Adverse Events Following Vaccination

Meningococcal Conjugate Vaccine

The most frequently reported adverse events for MenACWY-D include fever (16.8%), headache (16.0%) injection site erythema (14.6%), and dizziness (13.4%). Syncope was reported in 10.0% of reports involving MenACWY-D. Of all reported MenACWY-D events, 6.6% were coded as serious (i.e., resulted in death, life-threatening illness, hospitalization, prolongation of hopitalization, or permanent disability). Serious events included headache, fever, vomiting, and nausea. A total of 24 deaths (0.3%) were reported.

The most frequently reported adverse events for MenACWY-CRM were injection site erythema (19.7%) and injection-site swelling (13.7%). Syncope was reported in 8.8% of  reports involving MenACWY-CRM. One death (0.4%) was reported.

Rates of local and systemic adverse events observed after administration of Hib-MenCY-TT were comparable to rates observed after administration of Hib-TT. Thus, Hib-MenCY-TT was found to be safe and immunogenic for both Hib and meningococcal serogroups C and Y.

Meningococcal Polysaccharide Vaccine

Fever (100°F - 103°F) within 7 days of vaccination is reported for up to 3% of recipients. Systemic reactions, such as headache and malaise, within 7 days of vaccination are reported for up to 60% of recipients. Fewer than 3% of recipients reported these systemic reactions as severe.

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Adverse Reactions Following Vaccination

Meningococcal Polysaccharide Vaccine

Adverse reactions to MPSV4 are generally mild. The most frequent are local reactions, such as pain and redness at the injection site. These reactions last for 1 or 2 days, and occur in up to 48% of recipients.

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Vaccine Storage and Handling

MPSV4, MenACWY, and Hib-MenCY-TT should be maintained at refrigerator temperature between 35 °F and 46°F (2°C and 8°C). Manufacturer’s package inserts contain additional information.   For complete information on best practices and recommendations please refer to CDC’s Vaccine Storage and Handling Toolkit [4.33 MB, 109 pages].

The MenA (lyophilized) component of MenACWY-CRM should only be reconstituted using the liquid C-W-Y component of MenACWY-CRM. No other vaccine or diluents can be used for this purpose. The reconstituted vaccine should be used immediately, but may be held at or below 77°F (25°C) for up to 8 hours. If the liquid C-W-Y component of MenACWY-CRM is administered  alone (without using it to reconstitute the lyophilized A component) revaccination may not be needed. Serogroup A disease is rare in the U.S. so revaccination is not necessary if the person does not plan to travel outside the U.S. However, the person should be revaccinated with either a properly reconstituted dose of MenACWY-CRM or with MenACWY-D if international travel anticipated, especially travel to Africa. There is no minimum interval between the incomplete dose given in error and the repeat dose.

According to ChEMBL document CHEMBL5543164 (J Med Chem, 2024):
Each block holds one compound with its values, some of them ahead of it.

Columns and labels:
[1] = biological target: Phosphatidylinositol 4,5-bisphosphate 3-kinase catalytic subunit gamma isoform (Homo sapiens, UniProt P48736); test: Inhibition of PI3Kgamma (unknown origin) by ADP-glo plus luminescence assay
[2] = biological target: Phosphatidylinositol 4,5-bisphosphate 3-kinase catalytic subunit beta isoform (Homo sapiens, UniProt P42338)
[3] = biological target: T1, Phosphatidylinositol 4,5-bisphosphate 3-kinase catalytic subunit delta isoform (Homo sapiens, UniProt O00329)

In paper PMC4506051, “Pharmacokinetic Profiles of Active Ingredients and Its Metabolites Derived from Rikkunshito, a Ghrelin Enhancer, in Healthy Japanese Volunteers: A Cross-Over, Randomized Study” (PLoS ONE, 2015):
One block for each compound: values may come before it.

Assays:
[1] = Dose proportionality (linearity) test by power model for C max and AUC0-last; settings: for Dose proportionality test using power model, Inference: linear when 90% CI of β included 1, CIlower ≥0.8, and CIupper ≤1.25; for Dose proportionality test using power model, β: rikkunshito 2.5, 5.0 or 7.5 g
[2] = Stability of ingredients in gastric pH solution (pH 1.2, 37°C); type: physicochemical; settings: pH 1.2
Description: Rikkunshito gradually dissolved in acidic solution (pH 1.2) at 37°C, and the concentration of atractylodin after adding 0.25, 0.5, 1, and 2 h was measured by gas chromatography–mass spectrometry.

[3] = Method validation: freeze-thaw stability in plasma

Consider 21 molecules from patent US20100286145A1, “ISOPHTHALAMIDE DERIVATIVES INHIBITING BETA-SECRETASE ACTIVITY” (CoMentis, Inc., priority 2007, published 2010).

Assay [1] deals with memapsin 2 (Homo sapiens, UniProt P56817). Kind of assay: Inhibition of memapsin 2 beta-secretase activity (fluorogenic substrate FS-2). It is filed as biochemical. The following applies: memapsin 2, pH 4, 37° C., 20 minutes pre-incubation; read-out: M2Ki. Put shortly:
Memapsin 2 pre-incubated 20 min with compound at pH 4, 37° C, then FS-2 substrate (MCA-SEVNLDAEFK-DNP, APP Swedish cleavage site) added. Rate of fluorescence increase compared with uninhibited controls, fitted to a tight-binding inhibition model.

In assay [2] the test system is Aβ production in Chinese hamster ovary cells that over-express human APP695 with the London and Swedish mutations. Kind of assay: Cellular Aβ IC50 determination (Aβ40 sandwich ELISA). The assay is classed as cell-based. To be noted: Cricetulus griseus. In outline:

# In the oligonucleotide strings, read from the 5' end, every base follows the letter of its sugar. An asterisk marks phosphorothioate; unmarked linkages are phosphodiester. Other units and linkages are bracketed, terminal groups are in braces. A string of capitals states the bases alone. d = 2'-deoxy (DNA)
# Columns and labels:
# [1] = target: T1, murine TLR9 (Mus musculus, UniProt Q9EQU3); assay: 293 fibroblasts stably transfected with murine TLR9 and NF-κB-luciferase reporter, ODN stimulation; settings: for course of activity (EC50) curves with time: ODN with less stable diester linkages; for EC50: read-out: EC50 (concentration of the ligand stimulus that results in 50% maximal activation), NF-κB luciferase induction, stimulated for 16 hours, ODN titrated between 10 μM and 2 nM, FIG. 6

Surveillance and Reporting of Meningococcal Disease

Meningococcal disease is a reportable condition in most states. Healthcare personnel should report any case of invasive meningococcal infection (meningococcal disease) to local and state health departments.

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Antimicrobial Chemoprophylaxis

In the United States, the primary means for prevention of sporadic meningococcal disease is antimicrobial chemoprophylaxis of close contacts of infected persons. Close contacts include household members, child care center contacts, and anyone directly exposed to the patient’s oral secretions (e.g., through kissing, mouth-to-mouth resuscitation, endotracheal intubation, or endotracheal tube management) during the 7 days before symptom onset. Healthcare personnel should receive chemoprophylaxis if they were managing an airway or were exposed to respiratory secretions of a patient with meningococcal disease.

For travelers, antimicrobial chemoprophylaxis should be considered for any passenger who had direct contact with respiratory secretions from an index patient or for anyone seated directly next to an index patient on a prolonged flight (i.e., one lasting more than 8 hours). The attack rate for household contacts exposed to patients who have sporadic meningococcal disease was estimated to be four cases per 1,000 persons exposed, which is 500-800 times greater than the rate for the total population. In the United Kingdom, the attack rate among healthcare personnel exposed to patients with meningococcal disease was determined to be 25 times higher than among the general population.

Chemoprophylaxis is not recommended for close contacts of patients with evidence of Neisseria meningitidis only in nonsterile sites (e.g., oropharyngeal, endotracheal, or conjunctival).   Reports of secondary cases after close contact to persons with noninvasive pneumonia or conjunctivitis are rare; there is no evidence of substantive excess risk. Furthermore, there is no indication to treat persons who are asymptomatic nasopharyngeal carriers.